Plaintiff's original complaint named six defendants: The City of New York ("the City"), the NYPD, NYPD Commissioner Raymond W. Kelly, the two IAB officers who interviewed plaintiff on September 7, 2005, and the sergeant who accused him of misappropriating gasoline. That complaint contained nineteen causes of action, including several claims for retaliation. On July 18, 2007, before defendants filed any responsive pleadings, the plaintiff amended his complaint. The Amended Complaint names only two defendants -- the City of New York and Commissioner Kelly -- and contains only eight causes of action.
The first two causes of action in the Amended Complaint allege that defendants violated Title VII of the Civil Rights Act of 1964. The first cause of action accuses the City of engaging in a "pattern and practice" of "race, color, and national origin discrimination." Id., at ¶¶ 75-76. The second cause of action charges that the City created a hostile work environment. Neither cause of action specifies which acts form the basis for plaintiff's Title VII claims.
The third and fourth causes of action advance claims pursuant to 42 U.S.C. §1983 against Commissioner Kelly. The third cause of action alleges that Kelly, acting under color of state law, "personally interfered with and deprived plaintiff of his constitutional rights" by discriminating against him on the basis of race, color and national origin. The fourth cause of action alleges that Kelly violated plaintiff's constitutional rights by creating, or tolerating the existence of, a hostile work environment.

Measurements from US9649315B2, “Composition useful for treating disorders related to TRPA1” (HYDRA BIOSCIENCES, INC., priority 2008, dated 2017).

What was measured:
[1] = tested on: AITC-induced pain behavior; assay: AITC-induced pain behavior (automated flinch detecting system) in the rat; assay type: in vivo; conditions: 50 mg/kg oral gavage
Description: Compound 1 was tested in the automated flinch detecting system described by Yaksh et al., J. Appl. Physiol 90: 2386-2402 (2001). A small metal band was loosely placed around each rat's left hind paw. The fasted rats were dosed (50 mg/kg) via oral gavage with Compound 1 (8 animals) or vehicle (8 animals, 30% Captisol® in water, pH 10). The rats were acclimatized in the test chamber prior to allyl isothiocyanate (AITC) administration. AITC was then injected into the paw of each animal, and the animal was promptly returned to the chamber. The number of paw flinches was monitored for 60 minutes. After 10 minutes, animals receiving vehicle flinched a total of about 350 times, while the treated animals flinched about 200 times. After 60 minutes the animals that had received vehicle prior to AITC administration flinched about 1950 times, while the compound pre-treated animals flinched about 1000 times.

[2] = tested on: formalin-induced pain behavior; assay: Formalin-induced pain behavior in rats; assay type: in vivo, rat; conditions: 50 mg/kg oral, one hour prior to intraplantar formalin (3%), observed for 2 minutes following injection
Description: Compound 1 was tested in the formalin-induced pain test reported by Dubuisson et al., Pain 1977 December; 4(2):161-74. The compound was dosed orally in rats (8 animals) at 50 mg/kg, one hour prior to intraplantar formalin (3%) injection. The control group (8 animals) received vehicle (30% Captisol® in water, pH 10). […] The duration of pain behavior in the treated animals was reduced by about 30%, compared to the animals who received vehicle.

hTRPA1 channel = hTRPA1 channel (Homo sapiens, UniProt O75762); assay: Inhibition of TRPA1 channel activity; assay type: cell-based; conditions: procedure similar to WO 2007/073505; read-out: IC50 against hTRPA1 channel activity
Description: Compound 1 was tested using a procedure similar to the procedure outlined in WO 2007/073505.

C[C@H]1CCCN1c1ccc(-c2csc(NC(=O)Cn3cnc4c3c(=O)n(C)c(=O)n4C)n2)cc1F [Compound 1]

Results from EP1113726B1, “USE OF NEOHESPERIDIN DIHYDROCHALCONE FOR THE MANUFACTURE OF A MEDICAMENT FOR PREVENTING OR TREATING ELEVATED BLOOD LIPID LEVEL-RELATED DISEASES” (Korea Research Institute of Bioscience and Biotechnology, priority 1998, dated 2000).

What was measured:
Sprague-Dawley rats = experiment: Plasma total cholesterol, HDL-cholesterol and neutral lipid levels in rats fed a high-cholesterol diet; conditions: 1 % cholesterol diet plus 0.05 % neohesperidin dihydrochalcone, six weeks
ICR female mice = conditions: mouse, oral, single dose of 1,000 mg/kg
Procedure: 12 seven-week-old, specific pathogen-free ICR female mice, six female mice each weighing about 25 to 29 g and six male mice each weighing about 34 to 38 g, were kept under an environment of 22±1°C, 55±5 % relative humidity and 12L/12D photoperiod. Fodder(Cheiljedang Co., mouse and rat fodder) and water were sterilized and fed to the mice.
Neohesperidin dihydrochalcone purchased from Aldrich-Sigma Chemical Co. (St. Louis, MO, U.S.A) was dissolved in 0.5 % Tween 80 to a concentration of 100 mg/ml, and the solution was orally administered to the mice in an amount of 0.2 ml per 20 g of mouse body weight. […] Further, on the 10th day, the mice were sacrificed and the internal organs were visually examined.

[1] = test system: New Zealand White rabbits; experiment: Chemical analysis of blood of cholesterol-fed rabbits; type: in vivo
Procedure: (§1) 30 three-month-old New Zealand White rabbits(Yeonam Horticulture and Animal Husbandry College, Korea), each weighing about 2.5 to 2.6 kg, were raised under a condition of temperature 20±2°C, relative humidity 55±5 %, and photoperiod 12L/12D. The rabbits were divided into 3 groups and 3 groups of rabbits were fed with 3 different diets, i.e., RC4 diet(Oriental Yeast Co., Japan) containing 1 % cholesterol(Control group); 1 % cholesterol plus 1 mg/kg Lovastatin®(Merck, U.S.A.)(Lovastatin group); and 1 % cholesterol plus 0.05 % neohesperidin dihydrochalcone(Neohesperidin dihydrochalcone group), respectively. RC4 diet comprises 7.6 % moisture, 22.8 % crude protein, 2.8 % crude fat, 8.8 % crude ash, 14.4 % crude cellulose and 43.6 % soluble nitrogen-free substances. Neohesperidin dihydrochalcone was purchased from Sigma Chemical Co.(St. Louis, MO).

The remaining four causes of action contain claims under state and city laws. The fifth and sixth causes of action allege race, color, and national origin discrimination and hostile work environment, respectively, in violation of New York State Executive Law § 296. The seventh and eighth causes of action allege race, color and national origin discrimination and hostile work environment, respectively, in violation of New York City Administrative Code § 8-502.